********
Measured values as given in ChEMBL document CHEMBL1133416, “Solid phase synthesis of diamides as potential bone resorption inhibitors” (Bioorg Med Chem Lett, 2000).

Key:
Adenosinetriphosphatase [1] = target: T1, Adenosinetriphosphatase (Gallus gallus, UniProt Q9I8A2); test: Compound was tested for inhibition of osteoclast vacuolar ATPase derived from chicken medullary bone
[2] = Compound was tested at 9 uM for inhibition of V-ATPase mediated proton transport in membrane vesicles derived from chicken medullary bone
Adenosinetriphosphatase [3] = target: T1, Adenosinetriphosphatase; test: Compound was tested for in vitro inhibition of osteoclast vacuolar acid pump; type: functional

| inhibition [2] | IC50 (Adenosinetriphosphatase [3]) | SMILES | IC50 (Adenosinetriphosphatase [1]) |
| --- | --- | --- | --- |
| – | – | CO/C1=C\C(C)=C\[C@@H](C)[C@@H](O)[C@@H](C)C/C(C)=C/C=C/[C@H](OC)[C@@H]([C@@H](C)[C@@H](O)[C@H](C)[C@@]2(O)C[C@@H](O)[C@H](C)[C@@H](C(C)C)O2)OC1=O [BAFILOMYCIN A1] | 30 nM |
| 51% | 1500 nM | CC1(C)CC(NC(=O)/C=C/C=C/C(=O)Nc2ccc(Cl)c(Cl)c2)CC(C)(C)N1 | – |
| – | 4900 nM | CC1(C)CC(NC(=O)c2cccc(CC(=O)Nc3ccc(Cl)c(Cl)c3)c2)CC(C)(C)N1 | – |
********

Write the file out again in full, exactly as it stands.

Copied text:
Measured values as given in ChEMBL document CHEMBL1133416, “Solid phase synthesis of diamides as potential bone resorption inhibitors” (Bioorg Med Chem Lett, 2000).

Key:
Adenosinetriphosphatase [1] = target: T1, Adenosinetriphosphatase (Gallus gallus, UniProt Q9I8A2); test: Compound was tested for inhibition of osteoclast vacuolar ATPase derived from chicken medullary bone
[2] = Compound was tested at 9 uM for inhibition of V-ATPase mediated proton transport in membrane vesicles derived from chicken medullary bone
Adenosinetriphosphatase [3] = target: T1, Adenosinetriphosphatase; test: Compound was tested for in vitro inhibition of osteoclast vacuolar acid pump; type: functional

| inhibition [2] | IC50 (Adenosinetriphosphatase [3]) | SMILES | IC50 (Adenosinetriphosphatase [1]) |
| --- | --- | --- | --- |
| – | – | CO/C1=C\C(C)=C\[C@@H](C)[C@@H](O)[C@@H](C)C/C(C)=C/C=C/[C@H](OC)[C@@H]([C@@H](C)[C@@H](O)[C@H](C)[C@@]2(O)C[C@@H](O)[C@H](C)[C@@H](C(C)C)O2)OC1=O [BAFILOMYCIN A1] | 30 nM |
| 51% | 1500 nM | CC1(C)CC(NC(=O)/C=C/C=C/C(=O)Nc2ccc(Cl)c(Cl)c2)CC(C)(C)N1 | – |
| – | 4900 nM | CC1(C)CC(NC(=O)c2cccc(CC(=O)Nc3ccc(Cl)c(Cl)c3)c2)CC(C)(C)N1 | – |